OWASP Periodic Table of Vulnerabilities - Cookie Theft/Session Hijacking
Cookie Theft/Session Hijacking
Root Cause Summary
It's possible for an attacker to steal and reuse session identifiers or other sensitive cookie values when they are stored or transmitted insecurely.
Browser / Standards Solution
Define a new standard for transmitting session identifiers and managing them within the browser, such as a new request/response header to be used instead of cookies. The standard should include a mechanism to tie the session identifier to the SSL session on both the browser and the server.
- Make sure that all session identifiers are transmitted over an encrypted protocol.
- Terminate/regenerate the session if the session token is transmitted insecurely (either in clear text or as part of the URL), or signal to the application to do so.
- Enforce the Secure and HttpOnly flags on sensitive cookies using a Web Application Firewall.
- Ensure that session identifiers are transmitted only using the SSL session where they originated. Track sessions across SSL renegotiations and integrate with framework solutions to support common SSL termination/reencryption architectures.
Generic Framework Solution
The framework should prevent leakage of session tokens as much as possible, using the following strategies:
- The framework should provide a centralized cookie management API which prevents direct access to cookies. By default, cookies should be handled according to the following rules, which must be explicitly overridden if a developer has a specific need for a cookie with unsafe properties.
- Apply Secure and HttpOnly flags.
- Set the Domain and Path parameters for the cookie correctly.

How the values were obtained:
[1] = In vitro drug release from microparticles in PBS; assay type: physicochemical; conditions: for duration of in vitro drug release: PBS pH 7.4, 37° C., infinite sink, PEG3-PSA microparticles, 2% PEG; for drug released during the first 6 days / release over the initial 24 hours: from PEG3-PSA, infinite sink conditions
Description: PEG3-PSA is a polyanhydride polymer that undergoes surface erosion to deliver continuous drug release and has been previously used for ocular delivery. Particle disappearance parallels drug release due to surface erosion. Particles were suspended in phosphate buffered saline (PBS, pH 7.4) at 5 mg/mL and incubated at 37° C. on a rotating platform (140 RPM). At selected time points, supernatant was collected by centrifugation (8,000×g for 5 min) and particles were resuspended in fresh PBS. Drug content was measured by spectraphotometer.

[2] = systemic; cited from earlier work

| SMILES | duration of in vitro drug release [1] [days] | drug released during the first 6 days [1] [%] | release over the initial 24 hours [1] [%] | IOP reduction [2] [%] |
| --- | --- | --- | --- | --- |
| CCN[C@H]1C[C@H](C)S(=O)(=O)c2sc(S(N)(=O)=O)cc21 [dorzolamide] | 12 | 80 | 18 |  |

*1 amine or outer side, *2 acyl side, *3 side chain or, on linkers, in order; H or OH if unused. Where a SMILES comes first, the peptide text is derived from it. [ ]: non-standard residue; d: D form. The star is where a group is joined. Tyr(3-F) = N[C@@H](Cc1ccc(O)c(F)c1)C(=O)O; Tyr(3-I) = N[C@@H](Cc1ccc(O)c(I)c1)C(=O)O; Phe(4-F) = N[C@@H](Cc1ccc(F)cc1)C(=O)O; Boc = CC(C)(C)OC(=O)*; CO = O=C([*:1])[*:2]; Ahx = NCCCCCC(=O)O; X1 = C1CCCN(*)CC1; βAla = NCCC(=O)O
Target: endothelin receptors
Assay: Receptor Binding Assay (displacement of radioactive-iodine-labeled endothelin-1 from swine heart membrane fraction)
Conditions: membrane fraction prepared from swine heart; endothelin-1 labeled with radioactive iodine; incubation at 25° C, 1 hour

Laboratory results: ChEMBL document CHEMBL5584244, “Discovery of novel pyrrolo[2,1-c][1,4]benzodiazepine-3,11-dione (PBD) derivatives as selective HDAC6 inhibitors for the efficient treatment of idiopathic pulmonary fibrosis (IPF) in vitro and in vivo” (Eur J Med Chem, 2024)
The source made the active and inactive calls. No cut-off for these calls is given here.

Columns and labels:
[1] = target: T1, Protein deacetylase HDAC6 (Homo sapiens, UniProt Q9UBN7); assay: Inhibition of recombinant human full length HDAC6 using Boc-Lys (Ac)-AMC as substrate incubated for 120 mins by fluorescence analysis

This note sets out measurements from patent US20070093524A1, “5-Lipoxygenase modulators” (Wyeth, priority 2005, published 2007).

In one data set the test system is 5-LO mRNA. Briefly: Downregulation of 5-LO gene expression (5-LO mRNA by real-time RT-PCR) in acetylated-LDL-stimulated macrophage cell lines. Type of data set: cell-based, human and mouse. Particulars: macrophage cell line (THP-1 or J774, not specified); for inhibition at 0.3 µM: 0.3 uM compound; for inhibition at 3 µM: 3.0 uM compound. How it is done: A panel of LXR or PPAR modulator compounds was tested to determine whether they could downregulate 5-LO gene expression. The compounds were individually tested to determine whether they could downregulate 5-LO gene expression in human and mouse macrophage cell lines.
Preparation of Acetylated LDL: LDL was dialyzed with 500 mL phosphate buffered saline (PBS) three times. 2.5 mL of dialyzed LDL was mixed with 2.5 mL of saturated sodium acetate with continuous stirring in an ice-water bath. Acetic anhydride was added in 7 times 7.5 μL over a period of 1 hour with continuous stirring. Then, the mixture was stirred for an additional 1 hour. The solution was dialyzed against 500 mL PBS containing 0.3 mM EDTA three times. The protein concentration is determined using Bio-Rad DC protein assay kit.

- Automatically check for cookie support and instruct the user how to enable cookies or upgrade the browser to a version that supports the required cookie features.
- Provide a configurable option to support "cookieless sessions", by passing the session ID as a POST parameter on every form.
- Expose a simple administrative interface for setting P3P rules.
- Automatically validate and signal when the number of cookies in use or the size of cookie data exceeds that which is commonly supported by browsers.
- Prevent application code from overwriting or otherwise manipulating the session cookie. Possibly prohibit the application from accessing the session token at all.
- The framework should prevent session tokens from being included in URLs or accepted as URL parameters.
The framework should detect evidence of session hijacking and proactively terminate compromised sessions using the following strategies:
- Alert the user and deauthorize the oldest session when multiple simultaneous logins are detected. Multiple simultaneous logins are prohibited by default, but may be enabled by changing a configuration setting.
- Terminate session and send security SNMP trap or other configurable message if User-Agent string or other client fingerprinting changes.
- Tie the session ID to the SSL session and provide configurable options for actions to take if the session ID is transmitted over a new SSL session. Expose integration points with perimeter technologies to facilitate SSL termination, renegotiation, and other transitions.
- Provide the option to the user when logging in to pin the session to the originating IP.
The framework should provide a configurable option for automatically changing the session identifier transparently during a session: never, after a set time period, or a set number of requests.
Custom Framework Solution
Custom Code Solution
Discussion / Controversy
Enforcing short session timeouts helps to mitigate the risk of Session Hijacking, but this is addressed by Insufficient Session Expiration.